ARI SHAPIRO, HOST:
A city that's used to dealing with sports heartache is now celebrating a World Series title. The Houston Astros' 5-1 victory in Game 7 last night gave the franchise its first championship. And as Houston Public Media's Brien Straw reports, it exorcised a lot of demons for Astros fans.
BRIEN STRAW, BYLINE: The wait has been 55 years in the making, and for many Houstonians, it's been painful.
CAMERON BARR: As a Houstonian and being let down as many times as we have been by our sports teams, to see our team actually achieve a championship in my lifetime is - it really is amazing.
STRAW: That's Cameron Barr, who feels the Astros' victory helps erase decades of heartbreaking playoff failures. In their 10th playoff appearance in team history, they finally won it all. For Andrew Wenger, it's the path to the title that makes this victory so sweet.
ANDREW WENGER: The fact that we beat Red Sox, Yankees, then Dodgers - it's three of the perennial best franchises in the league - it's pretty incredible.
STRAW: Wenger says the title has inspired him to buy 2018 season tickets. And for a city still dealing with the aftereffects of Hurricane Harvey and a long road to recovery, Houston Mayor Sylvester Turner says the Astros' first title provides a perfect escape.
SYLVESTER TURNER: When you consider 27 trillion gallons of water falling on our area, thousands of homes flooded and yet and still they stood up and cheered and carried the Astros in spirit and body and then for the Astros to win - for the city of Houston, this was personal.
STRAW: Astros fan Robert Menendez has a lot of family in Chicago that last year were able to celebrate the Cubs' first series win in 108 years. He says he's looking forward to showing off an Astros tattoo he plans to get.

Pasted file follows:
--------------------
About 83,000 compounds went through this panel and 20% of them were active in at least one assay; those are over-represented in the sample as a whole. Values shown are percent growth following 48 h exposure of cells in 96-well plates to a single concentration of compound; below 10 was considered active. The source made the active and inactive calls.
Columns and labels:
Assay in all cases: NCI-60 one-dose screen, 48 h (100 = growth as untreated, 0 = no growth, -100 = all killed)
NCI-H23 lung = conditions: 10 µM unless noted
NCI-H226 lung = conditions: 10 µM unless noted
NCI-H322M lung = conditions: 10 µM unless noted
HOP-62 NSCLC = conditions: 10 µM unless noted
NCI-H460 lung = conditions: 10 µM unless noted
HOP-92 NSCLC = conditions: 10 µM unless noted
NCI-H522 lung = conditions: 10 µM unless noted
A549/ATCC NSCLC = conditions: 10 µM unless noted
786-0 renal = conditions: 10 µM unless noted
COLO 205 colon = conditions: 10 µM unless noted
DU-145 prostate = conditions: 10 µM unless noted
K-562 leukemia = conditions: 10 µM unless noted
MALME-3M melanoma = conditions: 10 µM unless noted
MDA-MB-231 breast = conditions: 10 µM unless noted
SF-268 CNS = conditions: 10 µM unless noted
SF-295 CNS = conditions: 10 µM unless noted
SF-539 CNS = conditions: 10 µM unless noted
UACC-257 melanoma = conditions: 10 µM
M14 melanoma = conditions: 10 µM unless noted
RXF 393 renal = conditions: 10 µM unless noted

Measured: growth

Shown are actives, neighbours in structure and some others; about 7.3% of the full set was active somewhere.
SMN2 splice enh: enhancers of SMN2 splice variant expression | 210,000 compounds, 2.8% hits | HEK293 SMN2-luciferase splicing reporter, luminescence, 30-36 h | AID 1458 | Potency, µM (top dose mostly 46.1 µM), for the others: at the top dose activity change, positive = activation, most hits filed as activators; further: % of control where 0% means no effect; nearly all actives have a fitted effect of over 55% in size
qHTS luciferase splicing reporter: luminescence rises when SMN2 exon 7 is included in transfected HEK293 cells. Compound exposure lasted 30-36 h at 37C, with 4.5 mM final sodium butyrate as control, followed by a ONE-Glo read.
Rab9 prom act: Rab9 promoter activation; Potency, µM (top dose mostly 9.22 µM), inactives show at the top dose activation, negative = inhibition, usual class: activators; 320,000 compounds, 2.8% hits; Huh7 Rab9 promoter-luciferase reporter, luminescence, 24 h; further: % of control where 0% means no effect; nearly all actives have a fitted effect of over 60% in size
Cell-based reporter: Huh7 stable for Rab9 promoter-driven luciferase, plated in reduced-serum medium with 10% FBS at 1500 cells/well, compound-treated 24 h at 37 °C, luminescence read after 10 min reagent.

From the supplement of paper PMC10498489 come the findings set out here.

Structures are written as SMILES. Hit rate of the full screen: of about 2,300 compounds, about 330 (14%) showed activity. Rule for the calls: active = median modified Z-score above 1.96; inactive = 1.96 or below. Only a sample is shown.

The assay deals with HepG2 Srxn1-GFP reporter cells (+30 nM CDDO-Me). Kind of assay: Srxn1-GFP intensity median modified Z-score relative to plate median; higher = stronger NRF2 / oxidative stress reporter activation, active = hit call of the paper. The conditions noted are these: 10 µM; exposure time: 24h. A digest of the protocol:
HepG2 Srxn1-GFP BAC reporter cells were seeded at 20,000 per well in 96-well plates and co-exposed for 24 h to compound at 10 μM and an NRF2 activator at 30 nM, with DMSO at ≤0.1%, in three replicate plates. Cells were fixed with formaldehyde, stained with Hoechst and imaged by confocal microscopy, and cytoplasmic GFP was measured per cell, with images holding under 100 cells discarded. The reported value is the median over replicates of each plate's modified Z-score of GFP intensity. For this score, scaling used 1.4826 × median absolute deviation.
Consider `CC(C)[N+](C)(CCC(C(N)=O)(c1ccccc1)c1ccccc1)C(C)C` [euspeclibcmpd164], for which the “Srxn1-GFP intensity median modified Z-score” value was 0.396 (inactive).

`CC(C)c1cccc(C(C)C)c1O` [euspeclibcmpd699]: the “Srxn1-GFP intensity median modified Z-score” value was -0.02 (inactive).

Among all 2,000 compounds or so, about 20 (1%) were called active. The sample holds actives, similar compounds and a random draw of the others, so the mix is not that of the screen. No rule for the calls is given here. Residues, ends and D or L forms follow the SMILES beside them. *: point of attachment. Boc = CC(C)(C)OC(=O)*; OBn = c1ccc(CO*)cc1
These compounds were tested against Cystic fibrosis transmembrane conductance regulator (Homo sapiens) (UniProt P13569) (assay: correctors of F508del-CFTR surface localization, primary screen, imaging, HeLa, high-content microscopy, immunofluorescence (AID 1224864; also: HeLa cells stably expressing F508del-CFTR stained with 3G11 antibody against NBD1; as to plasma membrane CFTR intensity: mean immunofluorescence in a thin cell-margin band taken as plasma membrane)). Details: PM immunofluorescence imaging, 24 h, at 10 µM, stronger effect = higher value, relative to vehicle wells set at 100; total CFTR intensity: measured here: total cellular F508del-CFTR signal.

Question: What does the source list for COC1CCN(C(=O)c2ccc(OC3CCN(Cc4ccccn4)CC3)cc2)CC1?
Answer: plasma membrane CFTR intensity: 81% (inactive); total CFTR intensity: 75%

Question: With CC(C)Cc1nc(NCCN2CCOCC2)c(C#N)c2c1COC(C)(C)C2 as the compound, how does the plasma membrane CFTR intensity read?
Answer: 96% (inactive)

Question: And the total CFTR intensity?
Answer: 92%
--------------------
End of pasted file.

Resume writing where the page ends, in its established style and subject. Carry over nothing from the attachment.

ROBERT MENENDEZ: Last year, they were going crazy. And now this year it's my turn. And so I'm really pretty excited.
STRAW: Many Astro fans celebrated Wednesday's win with a shopping spree. At the Academy Sports + Outdoors near midtown Houston, Shane Carlisle says people started lining up for commemorative World Series hats and shirts in the second inning of the game. By the time the game ended, he says hundreds were waiting.
SHANE CARLISLE: We actually had boxes and boxes in the back of our stores ready to go a couple of days before Game 7. So as soon as that last out came across, we brought all the product out, slapped them on the table and started selling products immediately after the game.
STRAW: Susan Wong was one of the hundreds in line this morning.
SUSAN WONG: Dropped the kids off already, and I have to go to work in late today. So this is how I'll be spending my time.
STRAW: And as the city prepares for a victory parade on Friday, of all the things that this title means for Houston, perhaps its greatest gift is a change in the psyche of its sports fans, like Lisa Jenkins.
LISA JENKINS: I believe now (laughter).
STRAW: For NPR News, I'm Brien Straw in Houston. Transcript provided by NPR, Copyright NPR.